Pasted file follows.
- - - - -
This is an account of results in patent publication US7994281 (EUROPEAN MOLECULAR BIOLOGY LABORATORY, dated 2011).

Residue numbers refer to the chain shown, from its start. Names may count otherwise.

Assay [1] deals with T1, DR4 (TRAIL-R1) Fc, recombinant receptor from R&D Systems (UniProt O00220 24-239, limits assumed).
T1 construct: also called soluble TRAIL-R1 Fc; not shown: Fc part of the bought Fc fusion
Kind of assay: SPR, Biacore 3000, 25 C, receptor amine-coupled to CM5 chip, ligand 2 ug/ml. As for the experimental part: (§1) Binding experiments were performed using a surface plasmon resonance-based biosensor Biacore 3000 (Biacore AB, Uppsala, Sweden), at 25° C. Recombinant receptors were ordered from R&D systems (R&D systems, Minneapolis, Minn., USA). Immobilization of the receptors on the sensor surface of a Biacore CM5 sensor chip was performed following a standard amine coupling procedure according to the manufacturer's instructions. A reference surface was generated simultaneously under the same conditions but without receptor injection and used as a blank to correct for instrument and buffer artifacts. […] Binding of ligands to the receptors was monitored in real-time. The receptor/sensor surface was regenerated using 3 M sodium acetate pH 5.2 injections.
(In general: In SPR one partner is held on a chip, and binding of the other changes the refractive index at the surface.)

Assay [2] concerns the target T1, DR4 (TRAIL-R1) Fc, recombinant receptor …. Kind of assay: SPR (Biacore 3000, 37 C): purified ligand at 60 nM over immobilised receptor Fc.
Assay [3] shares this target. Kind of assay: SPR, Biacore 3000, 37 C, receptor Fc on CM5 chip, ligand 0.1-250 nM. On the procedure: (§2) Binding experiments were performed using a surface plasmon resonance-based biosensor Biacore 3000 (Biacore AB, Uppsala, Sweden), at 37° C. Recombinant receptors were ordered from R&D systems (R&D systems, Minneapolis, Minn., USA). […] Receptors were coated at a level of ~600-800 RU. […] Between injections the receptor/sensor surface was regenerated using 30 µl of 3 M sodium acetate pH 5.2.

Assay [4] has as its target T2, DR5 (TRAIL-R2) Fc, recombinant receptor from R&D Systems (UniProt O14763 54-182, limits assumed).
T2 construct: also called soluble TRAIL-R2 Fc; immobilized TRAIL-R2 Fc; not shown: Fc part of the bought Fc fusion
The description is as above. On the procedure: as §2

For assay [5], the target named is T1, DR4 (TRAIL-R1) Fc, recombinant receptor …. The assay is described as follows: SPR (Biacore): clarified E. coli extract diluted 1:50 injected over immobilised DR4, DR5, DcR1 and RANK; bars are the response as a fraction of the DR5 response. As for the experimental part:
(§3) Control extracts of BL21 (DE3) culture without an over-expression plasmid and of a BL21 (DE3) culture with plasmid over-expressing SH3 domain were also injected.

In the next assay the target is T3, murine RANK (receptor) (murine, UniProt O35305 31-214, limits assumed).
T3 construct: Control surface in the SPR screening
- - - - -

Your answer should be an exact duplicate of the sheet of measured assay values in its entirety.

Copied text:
This is an account of results in patent publication US7994281 (EUROPEAN MOLECULAR BIOLOGY LABORATORY, dated 2011).

Residue numbers refer to the chain shown, from its start. Names may count otherwise.

Assay [1] deals with T1, DR4 (TRAIL-R1) Fc, recombinant receptor from R&D Systems (UniProt O00220 24-239, limits assumed).
T1 construct: also called soluble TRAIL-R1 Fc; not shown: Fc part of the bought Fc fusion
Kind of assay: SPR, Biacore 3000, 25 C, receptor amine-coupled to CM5 chip, ligand 2 ug/ml. As for the experimental part: (§1) Binding experiments were performed using a surface plasmon resonance-based biosensor Biacore 3000 (Biacore AB, Uppsala, Sweden), at 25° C. Recombinant receptors were ordered from R&D systems (R&D systems, Minneapolis, Minn., USA). Immobilization of the receptors on the sensor surface of a Biacore CM5 sensor chip was performed following a standard amine coupling procedure according to the manufacturer's instructions. A reference surface was generated simultaneously under the same conditions but without receptor injection and used as a blank to correct for instrument and buffer artifacts. […] Binding of ligands to the receptors was monitored in real-time. The receptor/sensor surface was regenerated using 3 M sodium acetate pH 5.2 injections.
(In general: In SPR one partner is held on a chip, and binding of the other changes the refractive index at the surface.)

Assay [2] concerns the target T1, DR4 (TRAIL-R1) Fc, recombinant receptor …. Kind of assay: SPR (Biacore 3000, 37 C): purified ligand at 60 nM over immobilised receptor Fc.
Assay [3] shares this target. Kind of assay: SPR, Biacore 3000, 37 C, receptor Fc on CM5 chip, ligand 0.1-250 nM. On the procedure: (§2) Binding experiments were performed using a surface plasmon resonance-based biosensor Biacore 3000 (Biacore AB, Uppsala, Sweden), at 37° C. Recombinant receptors were ordered from R&D systems (R&D systems, Minneapolis, Minn., USA). […] Receptors were coated at a level of ~600-800 RU. […] Between injections the receptor/sensor surface was regenerated using 30 µl of 3 M sodium acetate pH 5.2.

Assay [4] has as its target T2, DR5 (TRAIL-R2) Fc, recombinant receptor from R&D Systems (UniProt O14763 54-182, limits assumed).
T2 construct: also called soluble TRAIL-R2 Fc; immobilized TRAIL-R2 Fc; not shown: Fc part of the bought Fc fusion
The description is as above. On the procedure: as §2

For assay [5], the target named is T1, DR4 (TRAIL-R1) Fc, recombinant receptor …. The assay is described as follows: SPR (Biacore): clarified E. coli extract diluted 1:50 injected over immobilised DR4, DR5, DcR1 and RANK; bars are the response as a fraction of the DR5 response. As for the experimental part:
(§3) Control extracts of BL21 (DE3) culture without an over-expression plasmid and of a BL21 (DE3) culture with plasmid over-expressing SH3 domain were also injected.

In the next assay the target is T3, murine RANK (receptor) (murine, UniProt O35305 31-214, limits assumed).
T3 construct: Control surface in the SPR screening